The module defines two new datatypes, *both* of which are instances of
`Combinator`

.

`Expr`

is a `newtype`

wrapper around `Seq Term`

, but we don’t export the
implementation so we can change this if we don’t want to use
Sequences:

```
newtype Expr = Expr { combSeq :: Seq Term }
```

It simply represents a CL expression as a sequence of terms. Making it an
instance of `Combinator`

expresses the notion that an expression can be
thought of as a combinator term whenever the need arises. In fact the
distinction is simply one of
evaluation strategy.

`Term`

is a wrapper for Combinator terms and sub-expressions. It is mutually-
recursive with `Expr`

and the two together form the tree structure of a
combinator expression:

```
data Term = forall c. Combinator c => Term { unbox :: c }
| SubExpr { subExpr :: Expr }
| NamedExpr { subExpr :: Expr,
name :: String }
```

All three constructors are hidden from the user. `SubExpr`

simply holds an
`Expr`

type and represents a parenthesized sub-expression within the top level
combinator sequence. `NamedExpr`

is identical except that it also contains a
String, which will be returned when `show`

is called on that constructor. Here
is the `Show`

instance for `Term`

:

```
instance Show Term where
show (NamedExpr _ n) = n
show (SubExpr e) = "("++ show e ++")"
show (Term t) = show t
```

The remaining constructor is the most interesting: the `Term`

constructor
houses an
existentially-quantified type and
can hold *any* type value of the `Combinator`

class.

Notice that the type variable does not appear on the left side of the `=`

in
the type declaration. What this means in practical terms is that the `Term`

constructor becomes a “black box”; once a value is inside, the only things we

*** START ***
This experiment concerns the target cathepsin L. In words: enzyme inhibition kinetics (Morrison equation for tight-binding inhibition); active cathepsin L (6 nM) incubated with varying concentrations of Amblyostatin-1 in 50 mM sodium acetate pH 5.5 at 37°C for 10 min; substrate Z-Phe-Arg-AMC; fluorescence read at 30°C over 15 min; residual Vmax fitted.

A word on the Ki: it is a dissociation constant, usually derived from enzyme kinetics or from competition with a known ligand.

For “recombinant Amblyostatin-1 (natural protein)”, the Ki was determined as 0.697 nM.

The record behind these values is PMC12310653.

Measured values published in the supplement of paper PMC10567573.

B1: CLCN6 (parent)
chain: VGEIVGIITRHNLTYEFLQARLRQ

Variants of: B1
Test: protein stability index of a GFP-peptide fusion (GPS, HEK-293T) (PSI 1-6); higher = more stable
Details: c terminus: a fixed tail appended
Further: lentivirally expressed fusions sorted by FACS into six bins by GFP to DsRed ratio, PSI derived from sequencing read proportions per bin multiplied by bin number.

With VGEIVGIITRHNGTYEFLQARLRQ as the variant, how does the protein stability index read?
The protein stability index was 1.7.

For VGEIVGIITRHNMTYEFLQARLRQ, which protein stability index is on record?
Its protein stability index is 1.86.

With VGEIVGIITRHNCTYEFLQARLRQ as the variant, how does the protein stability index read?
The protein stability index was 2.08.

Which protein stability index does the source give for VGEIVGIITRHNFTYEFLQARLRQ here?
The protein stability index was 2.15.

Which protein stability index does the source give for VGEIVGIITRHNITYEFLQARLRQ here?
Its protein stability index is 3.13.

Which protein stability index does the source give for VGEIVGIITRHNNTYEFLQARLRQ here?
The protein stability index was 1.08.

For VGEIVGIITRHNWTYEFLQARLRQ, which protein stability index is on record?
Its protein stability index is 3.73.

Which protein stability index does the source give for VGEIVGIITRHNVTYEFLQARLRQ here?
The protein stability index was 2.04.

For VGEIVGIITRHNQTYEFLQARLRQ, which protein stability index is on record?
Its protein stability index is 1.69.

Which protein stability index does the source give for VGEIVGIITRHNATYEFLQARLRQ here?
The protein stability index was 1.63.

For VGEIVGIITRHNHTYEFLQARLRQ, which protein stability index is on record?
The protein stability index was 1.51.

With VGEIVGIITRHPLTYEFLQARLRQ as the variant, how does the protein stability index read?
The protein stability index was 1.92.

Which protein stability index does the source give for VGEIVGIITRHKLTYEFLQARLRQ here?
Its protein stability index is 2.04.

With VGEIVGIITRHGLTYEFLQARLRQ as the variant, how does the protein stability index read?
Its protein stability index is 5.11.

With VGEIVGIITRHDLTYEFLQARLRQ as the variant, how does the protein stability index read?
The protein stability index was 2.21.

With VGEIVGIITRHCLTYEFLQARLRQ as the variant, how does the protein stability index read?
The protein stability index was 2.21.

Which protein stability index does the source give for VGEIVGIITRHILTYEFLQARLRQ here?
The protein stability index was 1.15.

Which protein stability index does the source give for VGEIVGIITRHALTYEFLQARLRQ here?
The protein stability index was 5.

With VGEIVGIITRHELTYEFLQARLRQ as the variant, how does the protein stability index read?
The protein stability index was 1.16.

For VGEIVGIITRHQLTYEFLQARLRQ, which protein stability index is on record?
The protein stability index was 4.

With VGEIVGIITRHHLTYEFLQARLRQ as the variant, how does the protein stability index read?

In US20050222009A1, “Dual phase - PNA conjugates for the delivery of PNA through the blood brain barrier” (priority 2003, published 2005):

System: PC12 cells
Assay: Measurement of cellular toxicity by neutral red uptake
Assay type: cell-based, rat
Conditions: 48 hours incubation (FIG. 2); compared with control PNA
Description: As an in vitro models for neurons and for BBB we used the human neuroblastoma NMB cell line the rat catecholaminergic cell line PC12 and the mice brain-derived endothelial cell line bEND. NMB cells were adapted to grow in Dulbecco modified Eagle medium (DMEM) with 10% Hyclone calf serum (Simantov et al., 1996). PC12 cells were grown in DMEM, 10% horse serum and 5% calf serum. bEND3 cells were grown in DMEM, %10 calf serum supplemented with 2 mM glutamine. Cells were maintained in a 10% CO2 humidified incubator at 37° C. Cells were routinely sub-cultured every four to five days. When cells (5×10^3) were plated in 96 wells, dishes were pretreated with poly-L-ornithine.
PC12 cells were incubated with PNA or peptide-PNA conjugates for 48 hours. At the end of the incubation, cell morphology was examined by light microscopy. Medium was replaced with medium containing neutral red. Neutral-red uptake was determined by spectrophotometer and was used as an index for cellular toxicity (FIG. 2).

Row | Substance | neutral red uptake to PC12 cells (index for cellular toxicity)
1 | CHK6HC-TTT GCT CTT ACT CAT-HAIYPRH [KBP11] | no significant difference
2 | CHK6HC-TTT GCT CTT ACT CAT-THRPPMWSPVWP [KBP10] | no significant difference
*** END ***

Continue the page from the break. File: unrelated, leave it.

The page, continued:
can “do with it” are to apply polymorphic Combinator class functions and
methods.

And that’s why we have the internal `toTerm`

method; it allows us to wrap sub-
expressions in the `SubExpr`

constructor, preserving the tree structure of an
expression as we compose it. Without it we would either need to export
multiple functions for composing a term with an expression, an expression with
an expression, a term with a term, and an expression with a term. Ugly!

### Exported functions

Our types and classes allow us to do some neat stuff. As mentioned above, we can compose expressions using a single haskell infix function. Since all the nice ASCII combinators were taken (and since I’m the only one using this) I decided to go with a Unicode symbol, the middle dot, for composition:

```
-- operator for composing combinator expressions. This is the Middle Dot,
-- unicode character 00B7. It is easily inserted in vim using the digraph:
-- Ctrl-K '.' 'M'
infixl 7 ·
```

…and the implementation:

```
-- for composing Combinator expressions:
(·) :: (Combinator c1,Combinator c2)=> c1 -> c2 -> Expr
c1 · (toTerm->t2) =
case toTerm c1 of
(SubExpr e) -> e `appendTerms` singleton t2
-- named expression or bare Term start a new sub-expression:
t1 -> Expr (singleton t1 |> t2)
```

We also have the ability to define new combinators in terms of other
combinators using the `named`

function. Here is an example showing how `I`

can
be defined in terms of `S`

and `K`

and used to form a Combinator Calculus
equivalent of the
Church Numeral 2:

```
two = S·(S·(K·S)·K)·cI
where cI = (S · K · K) `named` "I"
```

## Playing with it

The evaluation function exported in the module was written fairly hastily, but it is good enough to let us play with evaluating expressions.

I’ve run out of time on this post, but you can grab the darcs repo above and
run the ‘main’ function in `Examples.hs`

and check out the source for more
info. I’ll maybe show some cool examples in a later post.

Thanks for reading!